Carleen Maley Hutchins

Hutchins's teaching of violin-making has been another important part of her career. Saunders congratulated her on securing her first pupil in a letter of March 9, 1953, and her instructional work continued until the late 1980s. She dates her most active work as a teacher from the late 1960s when three or four persons started to work with her, and she has taught as many as ten students at a time. She taught one or two weekends per month, giving students "hands on" instruction in violin making and tuning of free violin plates. In addition to teaching the basic skills she learned from Berger and Sacconi, she encouraged her students to learn other methods like those taught by German and French masters. A major part of her teaching has been the method she developed of plate tuning with Chladni patterns, a technique that is now in use by violin makers throughout the world. An noteworthy number of her students are scientists and engineers, a tribute to her scientific work. Her fifty or more students have included the following persons (in alphabetical order):

• Alan Carruth, a luthier who lives near Boston, repairing guitars and making arch-top guitars. In Montclair Carruth worked on some of Hutchins's large-pattern violas.

• Joseph Curtin and Greg Alf came to Hutchins as finished makers in the mid-1980s to learn more about her techniques of plate-tuning and mode-matching. They worked in Cremona and now have a shop in Ann Arbor where they are selling copies of Ruggiero Ricci's Guarneri del Gesu.

• Thomas King was an economist in Washington, DC who became interested in violin-making and was a long-time Hutchins student. He has remained active in the CAS, currently serving as an associate editor of the Journal.

• Thomas Knatt studied with Hutchins for about fifteen years and today maintains a shop in Concord, Massachusetts. He works mostly as a guitar-maker and has written articles on the acoustics of the guitar for the CAS Journal.

• Diana Gannett, who was for several years professor of string bass at the Yale School of Music and the Eastern Music Festival in North Carolina and now at the University of Iowa, studied with Hutchins for several years and at one time helped to take care of the octet instruments at Yale.

• Richard Menzel, formerly research director at Lockheed Electronics, studied with Hutchins and now has a violin shop in Livingston, New Jersey. Menzel's care for exact measurement and keen eye for detail has made him a successful string repairman. He also built Hutchins several precision tools to aid in her work. Kevin Jackson, another Hutchins student, works in Menzel's shop.

• Robert M. Meyer, a retired engineer who worked at Pratt-Whitney in Hartford, studied with. Hutchins and has a repair shop in Connecticut where he works on instruments from Yale and the Hartt School of Music. The Hutchins family stops at his house on their way to New Hampshire, and Meyer is active in the CAS, serving currently as a trustee.

• Jeffrey Ovington is a viola-maker working in New York state who came to Hutchins as a finished maker who wanted to learn plate-tuning.

• Deena and Robert Spear are makers in Maryland who have worked extensively with Hutchins for about twenty years. Hutchins describes Deena Spear as a fine intuitive maker who has made some interesting discoveries. She has shown an interest in bringing the work of the CAS to the violin-makers, as may be seen in her article "Achieving an air/body coupling in violins, violas, and cellos: A practical guide for the violin maker" published in the May 1987 issue of the CAS Journal.[FN 123]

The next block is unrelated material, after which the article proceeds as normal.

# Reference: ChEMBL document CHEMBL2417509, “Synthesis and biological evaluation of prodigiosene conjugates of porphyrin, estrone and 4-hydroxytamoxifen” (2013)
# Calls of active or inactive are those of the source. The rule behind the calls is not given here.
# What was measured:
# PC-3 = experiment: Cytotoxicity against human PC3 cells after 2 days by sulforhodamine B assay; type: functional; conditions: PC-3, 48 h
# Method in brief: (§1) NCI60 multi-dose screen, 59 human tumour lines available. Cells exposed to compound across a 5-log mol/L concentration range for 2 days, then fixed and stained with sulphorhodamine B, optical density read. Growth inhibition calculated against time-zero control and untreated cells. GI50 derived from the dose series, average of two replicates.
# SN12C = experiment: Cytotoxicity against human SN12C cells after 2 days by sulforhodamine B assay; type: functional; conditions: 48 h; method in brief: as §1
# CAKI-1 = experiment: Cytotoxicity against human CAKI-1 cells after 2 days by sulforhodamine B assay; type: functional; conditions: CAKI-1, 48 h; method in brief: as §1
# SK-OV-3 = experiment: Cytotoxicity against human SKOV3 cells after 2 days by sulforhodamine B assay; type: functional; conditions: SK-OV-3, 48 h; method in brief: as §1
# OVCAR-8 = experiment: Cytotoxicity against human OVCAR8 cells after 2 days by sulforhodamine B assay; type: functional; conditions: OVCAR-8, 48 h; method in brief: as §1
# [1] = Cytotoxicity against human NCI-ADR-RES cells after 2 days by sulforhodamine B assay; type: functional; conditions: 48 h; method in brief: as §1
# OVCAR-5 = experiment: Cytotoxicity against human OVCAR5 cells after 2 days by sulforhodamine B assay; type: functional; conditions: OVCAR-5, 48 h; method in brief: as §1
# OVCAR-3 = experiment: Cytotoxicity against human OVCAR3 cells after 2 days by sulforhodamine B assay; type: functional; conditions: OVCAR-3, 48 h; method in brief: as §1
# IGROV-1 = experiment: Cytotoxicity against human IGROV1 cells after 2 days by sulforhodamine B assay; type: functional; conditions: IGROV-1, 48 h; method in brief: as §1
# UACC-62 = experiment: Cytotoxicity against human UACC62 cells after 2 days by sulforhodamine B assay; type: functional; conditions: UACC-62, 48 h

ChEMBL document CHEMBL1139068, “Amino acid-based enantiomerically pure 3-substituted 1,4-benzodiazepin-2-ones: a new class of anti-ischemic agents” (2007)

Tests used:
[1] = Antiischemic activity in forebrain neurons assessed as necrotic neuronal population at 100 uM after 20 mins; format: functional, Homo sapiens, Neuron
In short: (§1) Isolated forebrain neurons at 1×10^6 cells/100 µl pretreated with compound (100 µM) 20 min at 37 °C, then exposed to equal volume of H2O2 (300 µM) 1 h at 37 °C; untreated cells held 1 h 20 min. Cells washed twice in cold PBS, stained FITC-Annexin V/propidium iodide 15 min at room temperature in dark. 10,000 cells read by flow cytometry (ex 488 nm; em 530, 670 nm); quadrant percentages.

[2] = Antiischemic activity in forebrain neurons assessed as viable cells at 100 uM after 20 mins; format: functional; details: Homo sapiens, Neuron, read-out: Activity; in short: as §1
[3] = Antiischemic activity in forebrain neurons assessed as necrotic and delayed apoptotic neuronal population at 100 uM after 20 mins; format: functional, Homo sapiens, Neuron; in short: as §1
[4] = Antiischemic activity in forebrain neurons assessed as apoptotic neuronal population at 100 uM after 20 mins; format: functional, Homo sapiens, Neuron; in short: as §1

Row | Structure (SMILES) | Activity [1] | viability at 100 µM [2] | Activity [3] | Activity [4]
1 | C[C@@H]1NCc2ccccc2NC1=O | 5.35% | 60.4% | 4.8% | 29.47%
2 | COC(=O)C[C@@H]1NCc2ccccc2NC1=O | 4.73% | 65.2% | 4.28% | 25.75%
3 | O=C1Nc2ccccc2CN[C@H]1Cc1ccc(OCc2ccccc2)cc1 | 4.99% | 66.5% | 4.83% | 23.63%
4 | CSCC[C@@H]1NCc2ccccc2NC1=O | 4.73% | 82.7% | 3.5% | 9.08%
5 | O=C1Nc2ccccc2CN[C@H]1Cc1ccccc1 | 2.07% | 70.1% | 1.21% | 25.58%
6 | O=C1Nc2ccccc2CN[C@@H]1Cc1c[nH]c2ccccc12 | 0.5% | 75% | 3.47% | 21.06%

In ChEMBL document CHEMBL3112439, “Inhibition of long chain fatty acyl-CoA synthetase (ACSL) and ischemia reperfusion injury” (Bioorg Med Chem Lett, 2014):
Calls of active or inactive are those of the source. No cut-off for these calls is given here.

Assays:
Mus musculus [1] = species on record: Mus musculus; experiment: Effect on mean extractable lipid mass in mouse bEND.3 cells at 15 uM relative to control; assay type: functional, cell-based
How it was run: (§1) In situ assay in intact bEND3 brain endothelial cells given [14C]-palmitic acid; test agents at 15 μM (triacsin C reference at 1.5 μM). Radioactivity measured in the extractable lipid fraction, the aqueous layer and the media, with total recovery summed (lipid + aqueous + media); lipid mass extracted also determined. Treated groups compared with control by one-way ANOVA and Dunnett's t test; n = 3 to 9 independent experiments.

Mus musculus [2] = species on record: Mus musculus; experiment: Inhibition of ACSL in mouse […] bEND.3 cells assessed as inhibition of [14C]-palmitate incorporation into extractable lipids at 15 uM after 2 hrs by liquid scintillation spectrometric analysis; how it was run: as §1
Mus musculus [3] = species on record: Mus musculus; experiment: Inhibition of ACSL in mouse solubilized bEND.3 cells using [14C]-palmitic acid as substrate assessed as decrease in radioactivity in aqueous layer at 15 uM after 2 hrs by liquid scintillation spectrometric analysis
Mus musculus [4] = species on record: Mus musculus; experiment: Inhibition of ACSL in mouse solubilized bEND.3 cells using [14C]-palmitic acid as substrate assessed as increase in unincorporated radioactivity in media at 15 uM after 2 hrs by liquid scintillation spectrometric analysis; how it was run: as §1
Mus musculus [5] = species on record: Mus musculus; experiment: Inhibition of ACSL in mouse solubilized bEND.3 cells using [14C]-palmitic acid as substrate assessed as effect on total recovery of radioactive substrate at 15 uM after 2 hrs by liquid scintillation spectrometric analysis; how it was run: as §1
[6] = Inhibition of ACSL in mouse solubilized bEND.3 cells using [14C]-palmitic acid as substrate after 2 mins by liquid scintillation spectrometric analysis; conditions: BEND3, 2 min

• Edward Wall, formerly a professor of physics at Salem University in Massachusetts, studied with Hutchins for fifteen years and now has a violin shop in New Hampshire. He has been active in the CAS, serving as trustee, associate editor and translator of German articles for the Journal.

In order to further the cause of educating luthiers in the United States, Hutchins helped found a summer school of violin-making at the University of New Hampshire in 1975. Among the persons assisting with its organization was Harry Hall, professor of physics at the university and a former student of Saunders at Harvard. The extension division approached Karl Roy of the Mittenwald school to be head teacher, and he has returned each summer. Hutchins has sometimes taught her method of plate-tuning at the school, but is no longer associated with it. She has sent a number of her students to the school.

Hutchins's lecture tours have also been part of her work in education. An especially eventful tour took place in the People's Republic of China in 1982. The Chinese were then trying to develop their violin-making industry (now a lucrative business), and the Ministry of Culture brought her there for six weeks. She gave lecture/demonstrations in Beijing, Shanghai, and Guangchow, and also did lectures at the Chinese University in Hong Kong on the same trip. While in China she was approached by a gentleman asking why she was now reporting that Mode 5 on the free violin plates should be at the same frequency in top and backs, when earlier she had written that they should be a tone apart. His latest information, however, dated from before the Cultural Revolution when Hutchins was saying that. He held in his hands the one copy left of a book on the violin he had written before the Cultural Revolution.

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